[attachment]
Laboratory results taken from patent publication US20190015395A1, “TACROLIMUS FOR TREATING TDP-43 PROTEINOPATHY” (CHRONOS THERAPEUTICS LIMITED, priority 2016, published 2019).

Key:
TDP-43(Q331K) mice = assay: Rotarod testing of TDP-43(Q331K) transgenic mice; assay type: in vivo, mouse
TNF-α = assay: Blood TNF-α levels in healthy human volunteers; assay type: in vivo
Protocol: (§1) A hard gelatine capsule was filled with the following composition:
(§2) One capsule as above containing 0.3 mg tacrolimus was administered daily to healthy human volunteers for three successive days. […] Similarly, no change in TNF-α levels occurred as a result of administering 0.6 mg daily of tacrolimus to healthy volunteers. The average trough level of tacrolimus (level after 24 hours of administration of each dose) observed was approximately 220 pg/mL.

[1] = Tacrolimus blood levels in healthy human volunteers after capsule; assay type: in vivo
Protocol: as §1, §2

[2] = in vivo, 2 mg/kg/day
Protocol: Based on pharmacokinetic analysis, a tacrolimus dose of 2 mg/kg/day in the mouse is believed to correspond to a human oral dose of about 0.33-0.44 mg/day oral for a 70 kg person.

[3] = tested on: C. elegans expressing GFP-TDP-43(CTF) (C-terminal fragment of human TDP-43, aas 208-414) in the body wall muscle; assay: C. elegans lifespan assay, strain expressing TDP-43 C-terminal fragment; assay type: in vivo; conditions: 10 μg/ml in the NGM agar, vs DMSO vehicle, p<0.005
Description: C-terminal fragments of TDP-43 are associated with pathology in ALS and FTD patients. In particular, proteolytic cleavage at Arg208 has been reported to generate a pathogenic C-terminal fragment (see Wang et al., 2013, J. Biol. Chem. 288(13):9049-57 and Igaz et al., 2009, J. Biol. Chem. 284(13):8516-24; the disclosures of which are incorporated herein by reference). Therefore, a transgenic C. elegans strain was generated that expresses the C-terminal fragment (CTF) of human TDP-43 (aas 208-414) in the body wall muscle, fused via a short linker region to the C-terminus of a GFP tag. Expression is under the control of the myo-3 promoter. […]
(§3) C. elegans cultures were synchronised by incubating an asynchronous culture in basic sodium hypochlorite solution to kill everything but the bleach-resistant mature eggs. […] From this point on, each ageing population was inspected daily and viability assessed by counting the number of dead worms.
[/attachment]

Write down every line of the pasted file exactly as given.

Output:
Laboratory results taken from patent publication US20190015395A1, “TACROLIMUS FOR TREATING TDP-43 PROTEINOPATHY” (CHRONOS THERAPEUTICS LIMITED, priority 2016, published 2019).

Key:
TDP-43(Q331K) mice = assay: Rotarod testing of TDP-43(Q331K) transgenic mice; assay type: in vivo, mouse
TNF-α = assay: Blood TNF-α levels in healthy human volunteers; assay type: in vivo
Protocol: (§1) A hard gelatine capsule was filled with the following composition:
(§2) One capsule as above containing 0.3 mg tacrolimus was administered daily to healthy human volunteers for three successive days. […] Similarly, no change in TNF-α levels occurred as a result of administering 0.6 mg daily of tacrolimus to healthy volunteers. The average trough level of tacrolimus (level after 24 hours of administration of each dose) observed was approximately 220 pg/mL.

[1] = Tacrolimus blood levels in healthy human volunteers after capsule; assay type: in vivo
Protocol: as §1, §2

[2] = in vivo, 2 mg/kg/day
Protocol: Based on pharmacokinetic analysis, a tacrolimus dose of 2 mg/kg/day in the mouse is believed to correspond to a human oral dose of about 0.33-0.44 mg/day oral for a 70 kg person.

[3] = tested on: C. elegans expressing GFP-TDP-43(CTF) (C-terminal fragment of human TDP-43, aas 208-414) in the body wall muscle; assay: C. elegans lifespan assay, strain expressing TDP-43 C-terminal fragment; assay type: in vivo; conditions: 10 μg/ml in the NGM agar, vs DMSO vehicle, p<0.005
Description: C-terminal fragments of TDP-43 are associated with pathology in ALS and FTD patients. In particular, proteolytic cleavage at Arg208 has been reported to generate a pathogenic C-terminal fragment (see Wang et al., 2013, J. Biol. Chem. 288(13):9049-57 and Igaz et al., 2009, J. Biol. Chem. 284(13):8516-24; the disclosures of which are incorporated herein by reference). Therefore, a transgenic C. elegans strain was generated that expresses the C-terminal fragment (CTF) of human TDP-43 (aas 208-414) in the body wall muscle, fused via a short linker region to the C-terminus of a GFP tag. Expression is under the control of the myo-3 promoter. […]
(§3) C. elegans cultures were synchronised by incubating an asynchronous culture in basic sodium hypochlorite solution to kill everything but the bleach-resistant mature eggs. […] From this point on, each ageing population was inspected daily and viability assessed by counting the number of dead worms.